Portland escaped the fog that looked to be cloaking the mainland and in gloriously clear, sunny conditions there was plenty of coverage of the island. The main feature of the day was an almost constant light trickle of mainly thrushes, Starlings and finches heading north into the north-east breeze, with the Bill area producing totals that included 750 Starlings, 200 Goldfinches, 150 Chaffinches, 100 Blackbirds, 50 Song Thrushes, 40 Redwings, 25 Fieldfares, 10 Bramblings, 5 Siskins, 5 Redpolls, 5 Reed Buntings, 2 Lapwings, a Golden Plover, a Short-eared Owl and a Mistle Thrush; further grounded migrants there included 7 Black Redstarts, 7 Chiffchaffs, 2 Blackcaps, a Grey Wagtail and a Firecrest, whilst winterers in residence included 6 Purple Sandpipers and a Water Rail. Elsewhere there were 3 more Black Redstarts, a Jack Snipe and a likely Siberian Chiffchaff at Southwell, a Firecrest at Easton and a Black Redstart at the Grove. A little bit of passage on the sea included 2 Red-throated Divers, 2 Red-breasted Mergansers and a Great Northern Diver passing the Bill.

8th November

A Snow Bunting dropped in briefly during the morning on the East Cliffs at the Bill, but otherwise the day's list was fairly typical for a chilly late autumn day: 150 Chaffinches, 100 Goldfinches, 80 Wood Pigeons, 25 Blackbirds, 20 each of Redwing and Song Thrush, 6 Black Redstarts, 5 Fieldfares, 5 Chiffchaffs, 4 Bramblings, 4 Redpolls, 2 Purple Sandpipers, a Grey Heron, a Swallow, the Cetti's Warbler, a Blackcap and a Firecrest overhead or on the ground at the Bill, 30 Mediterranean Gulls and a Red-throated Diver through on the sea there, 4 Firecrests, a Great Spotted Woodpecker and a handful of Blackcaps and Chiffchaffs around the centre of the island and 2 Black Brants at Ferrybridge.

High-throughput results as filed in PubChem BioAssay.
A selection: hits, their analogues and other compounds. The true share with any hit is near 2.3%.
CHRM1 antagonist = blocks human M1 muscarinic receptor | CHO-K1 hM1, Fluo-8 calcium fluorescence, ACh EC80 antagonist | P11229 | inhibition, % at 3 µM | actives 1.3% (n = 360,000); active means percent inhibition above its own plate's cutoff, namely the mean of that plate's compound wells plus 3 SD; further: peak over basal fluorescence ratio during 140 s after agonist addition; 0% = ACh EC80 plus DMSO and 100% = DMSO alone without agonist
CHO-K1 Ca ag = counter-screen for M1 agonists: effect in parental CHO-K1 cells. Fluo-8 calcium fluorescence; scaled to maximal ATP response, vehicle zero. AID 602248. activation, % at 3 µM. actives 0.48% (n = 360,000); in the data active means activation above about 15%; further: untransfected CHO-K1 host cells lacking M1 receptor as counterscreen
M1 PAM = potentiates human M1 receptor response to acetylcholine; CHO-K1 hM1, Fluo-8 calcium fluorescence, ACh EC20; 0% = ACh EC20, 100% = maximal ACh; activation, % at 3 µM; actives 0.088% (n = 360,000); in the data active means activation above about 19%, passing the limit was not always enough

7th November

Whilst there's still plenty of time for a bit of late action today certainly had an end of autumn/beginning of winter feel about it with plenty of weekend coverage producing precious little new on the ground or overhead. Visible passage very conspicuously fizzled out, with just 200 Wood Pigeons and a very minor trickle of thrushes and finches over the Bill. Long-stayers accounted for most of the reports from the ground, with 7 Black Redstarts, 2 Purple Sandpipers, a Merlin, the Cetti's Warbler and a Firecrest at the Bill, 2 more Black Redstarts at Reap Lane, 3 more Firecrests in the Pennsylvania Castle/Perryfields area and 10 Pale-bellied Brents and 3 Black Brants amongst the Dark-bellied Brent Geese at Ferrybridge.